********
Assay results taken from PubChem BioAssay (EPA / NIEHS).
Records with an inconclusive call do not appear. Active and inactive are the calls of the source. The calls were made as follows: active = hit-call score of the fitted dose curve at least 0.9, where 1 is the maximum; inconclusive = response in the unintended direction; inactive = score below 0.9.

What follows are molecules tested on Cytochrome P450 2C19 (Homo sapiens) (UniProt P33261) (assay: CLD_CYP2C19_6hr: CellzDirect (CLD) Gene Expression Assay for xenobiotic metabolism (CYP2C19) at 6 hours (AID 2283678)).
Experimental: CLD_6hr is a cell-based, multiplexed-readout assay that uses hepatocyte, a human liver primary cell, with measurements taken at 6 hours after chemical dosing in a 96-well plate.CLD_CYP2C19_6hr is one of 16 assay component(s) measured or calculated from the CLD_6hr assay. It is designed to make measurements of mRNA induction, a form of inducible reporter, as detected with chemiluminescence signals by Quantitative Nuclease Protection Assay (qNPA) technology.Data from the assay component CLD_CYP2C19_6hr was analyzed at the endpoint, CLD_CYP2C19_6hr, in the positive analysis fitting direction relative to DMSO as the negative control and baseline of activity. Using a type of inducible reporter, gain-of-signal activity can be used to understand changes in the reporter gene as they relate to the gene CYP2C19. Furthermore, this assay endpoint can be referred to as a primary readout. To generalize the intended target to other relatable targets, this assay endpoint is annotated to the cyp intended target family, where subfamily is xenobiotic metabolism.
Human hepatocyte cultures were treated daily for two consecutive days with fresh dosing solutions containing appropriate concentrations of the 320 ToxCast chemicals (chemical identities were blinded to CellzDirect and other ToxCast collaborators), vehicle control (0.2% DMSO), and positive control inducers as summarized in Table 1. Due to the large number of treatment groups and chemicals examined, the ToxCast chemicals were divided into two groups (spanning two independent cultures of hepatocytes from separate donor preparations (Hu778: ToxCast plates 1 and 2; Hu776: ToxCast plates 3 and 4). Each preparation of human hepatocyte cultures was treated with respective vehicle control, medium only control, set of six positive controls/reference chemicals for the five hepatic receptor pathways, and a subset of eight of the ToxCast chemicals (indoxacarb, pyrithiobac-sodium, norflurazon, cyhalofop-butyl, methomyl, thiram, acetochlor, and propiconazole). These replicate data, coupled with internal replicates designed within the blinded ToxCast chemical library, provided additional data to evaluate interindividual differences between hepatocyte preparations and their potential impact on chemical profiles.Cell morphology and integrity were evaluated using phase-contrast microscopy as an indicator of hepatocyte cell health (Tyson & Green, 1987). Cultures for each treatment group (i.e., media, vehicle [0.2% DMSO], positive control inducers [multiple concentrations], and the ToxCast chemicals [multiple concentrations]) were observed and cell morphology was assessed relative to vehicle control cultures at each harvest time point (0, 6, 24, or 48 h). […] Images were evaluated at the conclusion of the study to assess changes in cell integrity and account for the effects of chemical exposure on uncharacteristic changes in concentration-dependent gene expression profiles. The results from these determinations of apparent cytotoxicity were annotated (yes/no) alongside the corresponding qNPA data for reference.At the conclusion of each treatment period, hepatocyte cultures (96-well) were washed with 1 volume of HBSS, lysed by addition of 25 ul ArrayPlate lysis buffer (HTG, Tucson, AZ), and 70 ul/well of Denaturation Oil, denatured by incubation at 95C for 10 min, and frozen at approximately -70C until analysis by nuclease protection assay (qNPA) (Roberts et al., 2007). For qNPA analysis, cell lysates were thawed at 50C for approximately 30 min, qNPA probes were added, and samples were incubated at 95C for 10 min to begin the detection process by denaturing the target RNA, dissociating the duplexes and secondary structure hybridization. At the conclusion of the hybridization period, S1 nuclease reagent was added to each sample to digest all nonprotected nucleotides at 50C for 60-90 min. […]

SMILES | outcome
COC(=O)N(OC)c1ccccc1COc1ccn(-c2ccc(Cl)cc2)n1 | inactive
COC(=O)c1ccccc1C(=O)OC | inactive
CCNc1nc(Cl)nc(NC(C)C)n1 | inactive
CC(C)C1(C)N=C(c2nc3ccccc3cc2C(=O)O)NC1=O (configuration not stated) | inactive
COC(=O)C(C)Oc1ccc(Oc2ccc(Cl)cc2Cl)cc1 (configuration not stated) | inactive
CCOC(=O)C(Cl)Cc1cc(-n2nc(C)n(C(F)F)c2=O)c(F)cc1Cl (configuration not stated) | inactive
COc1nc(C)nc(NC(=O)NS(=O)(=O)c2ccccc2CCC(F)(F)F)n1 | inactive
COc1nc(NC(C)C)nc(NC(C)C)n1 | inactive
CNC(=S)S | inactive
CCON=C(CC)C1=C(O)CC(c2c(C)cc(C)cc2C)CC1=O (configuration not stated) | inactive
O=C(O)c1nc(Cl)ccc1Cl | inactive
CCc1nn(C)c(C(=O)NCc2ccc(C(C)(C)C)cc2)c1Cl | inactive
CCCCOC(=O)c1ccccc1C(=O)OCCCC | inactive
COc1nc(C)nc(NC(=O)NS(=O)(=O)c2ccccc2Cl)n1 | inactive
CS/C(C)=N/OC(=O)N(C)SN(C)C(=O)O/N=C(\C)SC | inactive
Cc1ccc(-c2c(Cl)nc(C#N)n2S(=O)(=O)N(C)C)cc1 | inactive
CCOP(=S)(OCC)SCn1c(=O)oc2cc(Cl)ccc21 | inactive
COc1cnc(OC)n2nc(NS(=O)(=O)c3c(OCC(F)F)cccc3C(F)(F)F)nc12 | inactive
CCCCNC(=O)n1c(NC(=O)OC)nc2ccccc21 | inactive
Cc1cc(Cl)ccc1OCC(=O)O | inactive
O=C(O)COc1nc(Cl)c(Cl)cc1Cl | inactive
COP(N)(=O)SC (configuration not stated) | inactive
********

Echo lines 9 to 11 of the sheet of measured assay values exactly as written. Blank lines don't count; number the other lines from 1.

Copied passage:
CCNc1nc(Cl)nc(NC(C)C)n1 | inactive
CC(C)C1(C)N=C(c2nc3ccccc3cc2C(=O)O)NC1=O (configuration not stated) | inactive
COC(=O)C(C)Oc1ccc(Oc2ccc(Cl)cc2Cl)cc1 (configuration not stated) | inactive